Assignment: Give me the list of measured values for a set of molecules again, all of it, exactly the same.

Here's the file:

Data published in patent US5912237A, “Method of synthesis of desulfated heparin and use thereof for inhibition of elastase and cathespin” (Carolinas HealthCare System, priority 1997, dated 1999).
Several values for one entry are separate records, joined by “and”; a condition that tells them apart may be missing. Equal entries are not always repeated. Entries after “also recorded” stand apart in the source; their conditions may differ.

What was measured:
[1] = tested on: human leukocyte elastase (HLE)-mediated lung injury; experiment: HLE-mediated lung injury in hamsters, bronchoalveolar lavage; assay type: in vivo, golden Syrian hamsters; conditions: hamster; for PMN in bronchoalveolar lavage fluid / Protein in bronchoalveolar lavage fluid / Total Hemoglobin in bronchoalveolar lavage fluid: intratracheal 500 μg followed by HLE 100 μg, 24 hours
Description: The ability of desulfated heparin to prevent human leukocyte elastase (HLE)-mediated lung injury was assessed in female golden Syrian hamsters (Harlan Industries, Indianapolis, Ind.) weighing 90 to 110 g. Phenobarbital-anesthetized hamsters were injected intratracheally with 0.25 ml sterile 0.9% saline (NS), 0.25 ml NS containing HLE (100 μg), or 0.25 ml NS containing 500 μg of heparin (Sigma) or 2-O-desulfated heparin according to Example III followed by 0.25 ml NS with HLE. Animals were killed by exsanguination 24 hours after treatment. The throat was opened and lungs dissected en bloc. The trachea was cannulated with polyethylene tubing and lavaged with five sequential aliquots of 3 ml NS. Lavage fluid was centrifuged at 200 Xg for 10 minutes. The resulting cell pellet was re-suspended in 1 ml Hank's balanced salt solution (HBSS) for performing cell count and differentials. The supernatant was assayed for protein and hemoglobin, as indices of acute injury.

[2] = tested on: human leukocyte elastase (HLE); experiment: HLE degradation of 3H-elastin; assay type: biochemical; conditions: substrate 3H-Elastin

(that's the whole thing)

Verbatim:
Data published in patent US5912237A, “Method of synthesis of desulfated heparin and use thereof for inhibition of elastase and cathespin” (Carolinas HealthCare System, priority 1997, dated 1999).
Several values for one entry are separate records, joined by “and”; a condition that tells them apart may be missing. Equal entries are not always repeated. Entries after “also recorded” stand apart in the source; their conditions may differ.

What was measured:
[1] = tested on: human leukocyte elastase (HLE)-mediated lung injury; experiment: HLE-mediated lung injury in hamsters, bronchoalveolar lavage; assay type: in vivo, golden Syrian hamsters; conditions: hamster; for PMN in bronchoalveolar lavage fluid / Protein in bronchoalveolar lavage fluid / Total Hemoglobin in bronchoalveolar lavage fluid: intratracheal 500 μg followed by HLE 100 μg, 24 hours
Description: The ability of desulfated heparin to prevent human leukocyte elastase (HLE)-mediated lung injury was assessed in female golden Syrian hamsters (Harlan Industries, Indianapolis, Ind.) weighing 90 to 110 g. Phenobarbital-anesthetized hamsters were injected intratracheally with 0.25 ml sterile 0.9% saline (NS), 0.25 ml NS containing HLE (100 μg), or 0.25 ml NS containing 500 μg of heparin (Sigma) or 2-O-desulfated heparin according to Example III followed by 0.25 ml NS with HLE. Animals were killed by exsanguination 24 hours after treatment. The throat was opened and lungs dissected en bloc. The trachea was cannulated with polyethylene tubing and lavaged with five sequential aliquots of 3 ml NS. Lavage fluid was centrifuged at 200 Xg for 10 minutes. The resulting cell pellet was re-suspended in 1 ml Hank's balanced salt solution (HBSS) for performing cell count and differentials. The supernatant was assayed for protein and hemoglobin, as indices of acute injury.

[2] = tested on: human leukocyte elastase (HLE); experiment: HLE degradation of 3H-elastin; assay type: biochemical; conditions: substrate 3H-Elastin